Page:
1 At that time Jesus passed through the grain fields on the Sabbath. His disciples were hungry and began to pick and eat some heads of grain. 2 But when the Pharisees saw it, they said to Him, “Look, Your disciples are doing what is not lawful to do on the Sabbath!” 3 He said to them, “Haven’t you read what David did when he and those who were with him were hungry— 4 how he entered the house of God, and they ate the sacred bread, which is not lawful for him or for those with him to eat, but only for the priests? 5 Or haven’t you read in the Law that on Sabbath days the priests in the temple violate the Sabbath and are innocent? 6 But I tell you that something greater than the temple is here! 7 If you had known what this means: I desire mercy and not sacrifice , you would not have condemned the innocent. 8 For the Son of Man is Lord of the Sabbath.”
Unless otherwise noted, all Scripture quotations are taken from the Holman Christian Standard Bible®, Copyright © 1999, 2000, 2002, 2003, 2009 by Holman Bible Publishers. Used by permission. Holman Christian Standard Bible®, Holman CSB®, and HCSB® are federally registered trademarks of Holman Bible Publishers.
Matthew 12 drops us in the middle of a controversial period in the first Gospel. Chapters 11-12 outline the opposition that Jesus faced in His ministry, specifically from the Pharisees. In today’s passage, Jesus and His disciples are passing through the grain fields on the Sabbath. This seems to be an innocent enough trip, but without warning Jesus and the disciples stumble into mistake #1. The Pharisees of that time, in an attempt to define the laws, added to them by saying that anyone who traveled more than 3,000 feet on the Sabbath was sinning.
Furthermore, while Jesus and the disciples were walking they got hungry and began to pick and eat the heads of grain – mistake #2. The rabbinic law specifically prohibited picking, threshing and winnowing on the Sabbath. So, true to character, the Pharisees observed and called out Jesus and His disciples for their perceived violations.
Verses 3-7 document Jesus’ response, where He pointed His accusers back to the written Word of God—citing David’s story from 1 Samuel 21:6, the evidence from the law in Numbers 28:9-10, and a word from a prophet, Hosea 6:6—to illustrate their improper interpretation of the Sabbath. By responding to the Pharisees in this way, Jesus was not pridefully attempting to illustrate His superior knowledge of the Scriptures. The Pharisees surely knew the texts He referenced.
Rather, as David Platt notes, Jesus was highlighting three extraordinary things about Himself.
- He is greater than the tabernacle (vs. 4)
- He is greater than the temple (vs. 7)
- He is Lord of the Sabbath (vs. 8).
The overriding point of this section of Scripture highlights that Jesus is God, and that He is and forever will be the source of rest and peace for humanity (Matt. 11:28-30). So as you read this section, do not miss the forest for the trees. Jesus is making powerful claims about who He is. These claims have eternal ramifications for us and for all who encounter Jesus.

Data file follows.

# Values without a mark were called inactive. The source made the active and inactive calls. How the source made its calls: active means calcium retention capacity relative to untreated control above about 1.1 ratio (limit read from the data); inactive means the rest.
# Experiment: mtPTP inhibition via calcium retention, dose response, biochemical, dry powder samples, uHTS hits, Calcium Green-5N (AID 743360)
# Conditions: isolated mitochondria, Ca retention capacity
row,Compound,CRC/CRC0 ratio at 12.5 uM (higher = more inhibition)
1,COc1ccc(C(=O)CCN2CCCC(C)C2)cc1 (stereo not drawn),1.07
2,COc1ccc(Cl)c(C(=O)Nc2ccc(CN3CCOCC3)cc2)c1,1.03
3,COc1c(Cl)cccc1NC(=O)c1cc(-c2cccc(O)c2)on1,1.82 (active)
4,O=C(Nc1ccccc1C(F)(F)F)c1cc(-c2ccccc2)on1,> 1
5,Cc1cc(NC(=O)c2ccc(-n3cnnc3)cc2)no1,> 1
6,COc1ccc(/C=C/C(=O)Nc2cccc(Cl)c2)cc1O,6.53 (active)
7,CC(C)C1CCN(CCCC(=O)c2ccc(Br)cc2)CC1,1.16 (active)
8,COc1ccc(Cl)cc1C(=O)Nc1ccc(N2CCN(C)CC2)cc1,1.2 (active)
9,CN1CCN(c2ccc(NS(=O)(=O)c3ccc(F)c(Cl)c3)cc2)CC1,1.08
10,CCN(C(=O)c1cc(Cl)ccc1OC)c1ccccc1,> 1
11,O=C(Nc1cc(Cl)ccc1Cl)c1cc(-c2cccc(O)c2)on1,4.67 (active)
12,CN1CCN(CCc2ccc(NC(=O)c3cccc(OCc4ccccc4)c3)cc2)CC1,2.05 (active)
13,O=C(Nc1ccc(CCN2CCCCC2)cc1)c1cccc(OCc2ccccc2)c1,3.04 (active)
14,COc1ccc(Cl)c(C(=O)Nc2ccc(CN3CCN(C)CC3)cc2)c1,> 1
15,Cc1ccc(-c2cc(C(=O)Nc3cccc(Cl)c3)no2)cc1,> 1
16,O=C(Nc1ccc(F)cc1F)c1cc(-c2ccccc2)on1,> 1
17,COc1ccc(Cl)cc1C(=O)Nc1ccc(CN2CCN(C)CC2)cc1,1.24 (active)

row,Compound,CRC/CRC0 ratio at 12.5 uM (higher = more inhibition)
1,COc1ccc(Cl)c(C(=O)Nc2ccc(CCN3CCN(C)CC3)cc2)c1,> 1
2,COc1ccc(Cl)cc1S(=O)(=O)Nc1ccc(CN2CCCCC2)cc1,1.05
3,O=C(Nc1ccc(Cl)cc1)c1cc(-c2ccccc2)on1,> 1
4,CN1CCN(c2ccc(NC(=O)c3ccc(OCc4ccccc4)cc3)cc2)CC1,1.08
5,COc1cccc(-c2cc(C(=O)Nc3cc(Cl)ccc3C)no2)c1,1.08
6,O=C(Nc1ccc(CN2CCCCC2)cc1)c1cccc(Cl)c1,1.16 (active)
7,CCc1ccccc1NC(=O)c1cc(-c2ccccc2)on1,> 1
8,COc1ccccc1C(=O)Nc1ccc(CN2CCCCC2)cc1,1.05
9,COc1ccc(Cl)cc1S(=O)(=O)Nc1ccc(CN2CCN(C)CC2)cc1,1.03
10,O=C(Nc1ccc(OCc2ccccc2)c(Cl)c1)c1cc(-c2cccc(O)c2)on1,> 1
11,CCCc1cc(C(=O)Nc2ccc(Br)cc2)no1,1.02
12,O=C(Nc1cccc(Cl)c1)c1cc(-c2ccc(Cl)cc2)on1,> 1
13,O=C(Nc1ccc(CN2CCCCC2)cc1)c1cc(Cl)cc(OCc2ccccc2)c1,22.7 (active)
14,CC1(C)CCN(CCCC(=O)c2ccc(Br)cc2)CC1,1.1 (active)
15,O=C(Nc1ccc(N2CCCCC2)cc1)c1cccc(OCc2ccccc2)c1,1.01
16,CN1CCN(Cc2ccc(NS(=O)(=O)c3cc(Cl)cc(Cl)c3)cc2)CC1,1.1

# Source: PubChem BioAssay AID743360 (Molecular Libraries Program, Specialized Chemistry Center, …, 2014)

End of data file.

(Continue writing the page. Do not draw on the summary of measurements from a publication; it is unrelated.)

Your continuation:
A secondary theme in this text has implications for how we read the Bible, by illustrating the Pharisees’ improper treatment of God’s Word.
- They added to the requirements of the law
- They ignored important exceptions to the law
- They missed the heart and compassion of the law.
We too run the risk of falling into a trap like the Pharisees did. It’s easy for us to come to the Word of God and immediately begin applying what it says to our life. At first glance you might think, “Well, Brian, that’s a good thing, right?” Yes, of course. Applying what the Word says is vital to our Christian growth.
However, if I immediately to how a text applies to my life without considering what the author meant when he wrote it in the original context, I run the risk of applying Phil. 4:12 to an athletic endeavor rather than understanding the meaning of contentment.
In today’s text, the Pharisees looked at Jesus and His disciples and immediately filtered their response through their traditions and the meaning they had imposed on the Law. Jesus exposed this and called them to consider the whole counsel of Scripture and to apply it properly.
When you and I sit down to read the Word, we need to recognize that we are highly prone to make the Bible about us. We are tempted to read the Bible through the lens of our circumstances, traditions, families, etc. To a certain degree, all of these will play a part in how we read the Bible. Ultimately, however, we have to realize that the Bible is God’s Word. It is about Him, His work and how we can be reconciled to Him through Jesus.
If we start our time in His Word with a right perspective on who He is, we will not need to search for ways to add to or change its meaning. Instead, we can read the Word, recognize the meaning that the original author (as inspired and led by the Holy Spirit) intended, and work to apply that in our lives.
Don’t allow your thoughts or feelings to stand over what you read. Don’t ignore parts of Scripture that are tough to understand. Most importantly, don’t miss the heart of the message, the Gospel. Instead, come to the Scripture with an open, humble and prayerful heart. In doing so, you will find Jesus and rest for your soul.
- Read Matthew 11:28–12:14. Why would Jesus’ actions in these verses incite the Pharisees to murderous plotting?
- Re-read vs. 3-8. What does this passage teach us about Jesus’ understanding of Scripture?
- As you read through this passage, consider using a study Bible or talking with your discipleship minister about a good commentary to reference. Learn to study the Scripture by learning more about the original context and meaning.